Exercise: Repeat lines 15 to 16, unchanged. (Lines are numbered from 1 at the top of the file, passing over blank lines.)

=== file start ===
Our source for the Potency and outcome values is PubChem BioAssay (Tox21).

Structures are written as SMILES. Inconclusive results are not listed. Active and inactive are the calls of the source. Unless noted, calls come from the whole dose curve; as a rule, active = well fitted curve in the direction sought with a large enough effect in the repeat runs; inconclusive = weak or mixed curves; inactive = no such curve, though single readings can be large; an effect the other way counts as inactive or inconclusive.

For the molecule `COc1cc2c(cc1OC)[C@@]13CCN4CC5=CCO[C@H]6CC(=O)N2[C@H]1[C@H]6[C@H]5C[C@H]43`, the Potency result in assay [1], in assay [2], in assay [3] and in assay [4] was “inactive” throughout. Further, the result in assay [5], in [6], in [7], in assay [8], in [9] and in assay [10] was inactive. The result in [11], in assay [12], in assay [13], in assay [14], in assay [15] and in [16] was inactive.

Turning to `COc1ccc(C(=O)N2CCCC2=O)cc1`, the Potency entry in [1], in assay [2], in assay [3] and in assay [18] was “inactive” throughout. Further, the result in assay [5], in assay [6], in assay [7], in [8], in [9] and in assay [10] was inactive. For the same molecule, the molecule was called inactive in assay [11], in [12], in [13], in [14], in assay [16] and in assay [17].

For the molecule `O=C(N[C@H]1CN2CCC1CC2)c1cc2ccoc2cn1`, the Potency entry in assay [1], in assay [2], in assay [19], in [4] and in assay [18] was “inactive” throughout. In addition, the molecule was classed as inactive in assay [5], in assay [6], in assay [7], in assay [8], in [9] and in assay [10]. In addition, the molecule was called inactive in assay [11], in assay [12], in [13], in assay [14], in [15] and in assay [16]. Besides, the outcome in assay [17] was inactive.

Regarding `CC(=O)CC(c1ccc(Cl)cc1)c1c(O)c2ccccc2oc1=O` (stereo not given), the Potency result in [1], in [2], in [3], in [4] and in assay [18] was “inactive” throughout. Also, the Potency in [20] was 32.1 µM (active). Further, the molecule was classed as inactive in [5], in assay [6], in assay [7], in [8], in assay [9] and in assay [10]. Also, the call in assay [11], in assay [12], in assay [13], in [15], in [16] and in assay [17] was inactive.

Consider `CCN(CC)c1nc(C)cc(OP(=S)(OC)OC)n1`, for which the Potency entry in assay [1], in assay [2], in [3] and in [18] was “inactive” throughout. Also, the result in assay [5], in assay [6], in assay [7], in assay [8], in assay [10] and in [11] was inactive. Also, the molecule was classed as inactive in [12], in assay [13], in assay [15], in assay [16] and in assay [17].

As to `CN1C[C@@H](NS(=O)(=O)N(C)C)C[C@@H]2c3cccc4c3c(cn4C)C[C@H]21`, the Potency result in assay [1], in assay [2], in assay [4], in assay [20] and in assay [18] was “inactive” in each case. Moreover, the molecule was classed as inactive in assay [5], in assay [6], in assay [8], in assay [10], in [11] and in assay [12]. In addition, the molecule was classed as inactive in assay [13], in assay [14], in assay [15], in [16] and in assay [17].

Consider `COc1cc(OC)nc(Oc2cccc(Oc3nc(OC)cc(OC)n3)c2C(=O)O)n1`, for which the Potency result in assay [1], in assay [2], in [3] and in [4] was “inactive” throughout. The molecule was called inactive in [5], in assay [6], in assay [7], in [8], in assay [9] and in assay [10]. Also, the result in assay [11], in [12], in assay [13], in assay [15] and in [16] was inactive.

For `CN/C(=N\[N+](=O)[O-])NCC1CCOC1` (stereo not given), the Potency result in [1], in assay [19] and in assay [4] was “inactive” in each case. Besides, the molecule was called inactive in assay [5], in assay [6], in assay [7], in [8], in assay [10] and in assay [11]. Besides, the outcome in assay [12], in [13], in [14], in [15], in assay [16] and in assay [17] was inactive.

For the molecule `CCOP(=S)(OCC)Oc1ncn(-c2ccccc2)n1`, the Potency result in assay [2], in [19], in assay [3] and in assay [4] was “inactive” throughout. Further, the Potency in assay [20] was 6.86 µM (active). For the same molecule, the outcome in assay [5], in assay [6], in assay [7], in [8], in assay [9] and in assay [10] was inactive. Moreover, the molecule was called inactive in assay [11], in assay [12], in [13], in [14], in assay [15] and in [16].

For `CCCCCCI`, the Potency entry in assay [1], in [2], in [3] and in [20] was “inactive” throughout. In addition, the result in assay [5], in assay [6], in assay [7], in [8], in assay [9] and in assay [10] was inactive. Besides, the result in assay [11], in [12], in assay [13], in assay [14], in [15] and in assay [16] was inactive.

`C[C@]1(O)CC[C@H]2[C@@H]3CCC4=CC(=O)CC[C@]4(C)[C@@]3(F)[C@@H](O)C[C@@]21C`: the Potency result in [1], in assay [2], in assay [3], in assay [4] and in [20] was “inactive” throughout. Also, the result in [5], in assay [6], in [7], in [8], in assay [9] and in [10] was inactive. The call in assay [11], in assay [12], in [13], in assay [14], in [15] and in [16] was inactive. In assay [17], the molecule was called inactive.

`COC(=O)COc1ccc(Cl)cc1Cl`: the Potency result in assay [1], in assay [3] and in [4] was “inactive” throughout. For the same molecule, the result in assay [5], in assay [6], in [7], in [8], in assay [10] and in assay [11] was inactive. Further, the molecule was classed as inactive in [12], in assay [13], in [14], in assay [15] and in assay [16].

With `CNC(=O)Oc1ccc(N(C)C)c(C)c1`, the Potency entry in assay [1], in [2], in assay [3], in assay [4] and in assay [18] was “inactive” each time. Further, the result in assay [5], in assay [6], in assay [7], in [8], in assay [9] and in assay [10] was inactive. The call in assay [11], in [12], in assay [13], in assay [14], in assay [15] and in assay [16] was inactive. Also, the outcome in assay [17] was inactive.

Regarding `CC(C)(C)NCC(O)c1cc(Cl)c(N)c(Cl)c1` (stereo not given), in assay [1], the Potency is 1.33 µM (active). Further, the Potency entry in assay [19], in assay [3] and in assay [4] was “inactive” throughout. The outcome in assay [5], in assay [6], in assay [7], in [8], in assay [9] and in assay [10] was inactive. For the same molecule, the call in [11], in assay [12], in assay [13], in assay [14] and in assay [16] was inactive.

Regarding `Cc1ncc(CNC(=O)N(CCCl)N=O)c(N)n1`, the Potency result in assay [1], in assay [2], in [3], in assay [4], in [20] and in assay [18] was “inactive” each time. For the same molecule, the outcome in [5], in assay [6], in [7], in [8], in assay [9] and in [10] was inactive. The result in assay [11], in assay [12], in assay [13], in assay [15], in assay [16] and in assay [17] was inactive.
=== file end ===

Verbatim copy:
With `CNC(=O)Oc1ccc(N(C)C)c(C)c1`, the Potency entry in assay [1], in [2], in assay [3], in assay [4] and in assay [18] was “inactive” each time. Further, the result in assay [5], in assay [6], in assay [7], in [8], in assay [9] and in assay [10] was inactive. The call in assay [11], in [12], in assay [13], in assay [14], in assay [15] and in assay [16] was inactive. Also, the outcome in assay [17] was inactive.

Regarding `CC(C)(C)NCC(O)c1cc(Cl)c(N)c(Cl)c1` (stereo not given), in assay [1], the Potency is 1.33 µM (active). Further, the Potency entry in assay [19], in assay [3] and in assay [4] was “inactive” throughout. The outcome in assay [5], in assay [6], in assay [7], in [8], in assay [9] and in assay [10] was inactive. For the same molecule, the call in [11], in assay [12], in assay [13], in assay [14] and in assay [16] was inactive.